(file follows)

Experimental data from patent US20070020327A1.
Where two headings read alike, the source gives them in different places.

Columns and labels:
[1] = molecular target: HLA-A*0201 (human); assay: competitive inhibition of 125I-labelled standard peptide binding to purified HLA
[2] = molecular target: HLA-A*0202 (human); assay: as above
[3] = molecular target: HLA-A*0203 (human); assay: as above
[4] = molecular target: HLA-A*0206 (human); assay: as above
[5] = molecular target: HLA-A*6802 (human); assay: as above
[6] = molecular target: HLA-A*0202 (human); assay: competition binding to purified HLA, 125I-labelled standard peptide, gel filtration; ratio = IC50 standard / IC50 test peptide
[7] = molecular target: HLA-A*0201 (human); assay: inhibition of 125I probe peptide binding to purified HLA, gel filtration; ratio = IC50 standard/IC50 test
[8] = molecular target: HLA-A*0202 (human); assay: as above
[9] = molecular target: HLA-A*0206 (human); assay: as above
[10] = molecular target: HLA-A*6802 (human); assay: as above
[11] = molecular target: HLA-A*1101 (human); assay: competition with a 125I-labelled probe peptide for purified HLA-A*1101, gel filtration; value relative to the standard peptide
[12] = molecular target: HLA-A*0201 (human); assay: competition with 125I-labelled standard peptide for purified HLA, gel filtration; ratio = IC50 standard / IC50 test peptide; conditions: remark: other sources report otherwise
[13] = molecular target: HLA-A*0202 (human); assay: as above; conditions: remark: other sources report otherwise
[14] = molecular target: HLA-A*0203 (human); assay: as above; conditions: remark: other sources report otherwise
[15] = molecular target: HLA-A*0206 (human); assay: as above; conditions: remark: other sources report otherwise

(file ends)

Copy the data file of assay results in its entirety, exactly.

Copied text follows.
Experimental data from patent US20070020327A1.
Where two headings read alike, the source gives them in different places.

Columns and labels:
[1] = molecular target: HLA-A*0201 (human); assay: competitive inhibition of 125I-labelled standard peptide binding to purified HLA
[2] = molecular target: HLA-A*0202 (human); assay: as above
[3] = molecular target: HLA-A*0203 (human); assay: as above
[4] = molecular target: HLA-A*0206 (human); assay: as above
[5] = molecular target: HLA-A*6802 (human); assay: as above
[6] = molecular target: HLA-A*0202 (human); assay: competition binding to purified HLA, 125I-labelled standard peptide, gel filtration; ratio = IC50 standard / IC50 test peptide
[7] = molecular target: HLA-A*0201 (human); assay: inhibition of 125I probe peptide binding to purified HLA, gel filtration; ratio = IC50 standard/IC50 test
[8] = molecular target: HLA-A*0202 (human); assay: as above
[9] = molecular target: HLA-A*0206 (human); assay: as above
[10] = molecular target: HLA-A*6802 (human); assay: as above
[11] = molecular target: HLA-A*1101 (human); assay: competition with a 125I-labelled probe peptide for purified HLA-A*1101, gel filtration; value relative to the standard peptide
[12] = molecular target: HLA-A*0201 (human); assay: competition with 125I-labelled standard peptide for purified HLA, gel filtration; ratio = IC50 standard / IC50 test peptide; conditions: remark: other sources report otherwise
[13] = molecular target: HLA-A*0202 (human); assay: as above; conditions: remark: other sources report otherwise
[14] = molecular target: HLA-A*0203 (human); assay: as above; conditions: remark: other sources report otherwise
[15] = molecular target: HLA-A*0206 (human); assay: as above; conditions: remark: other sources report otherwise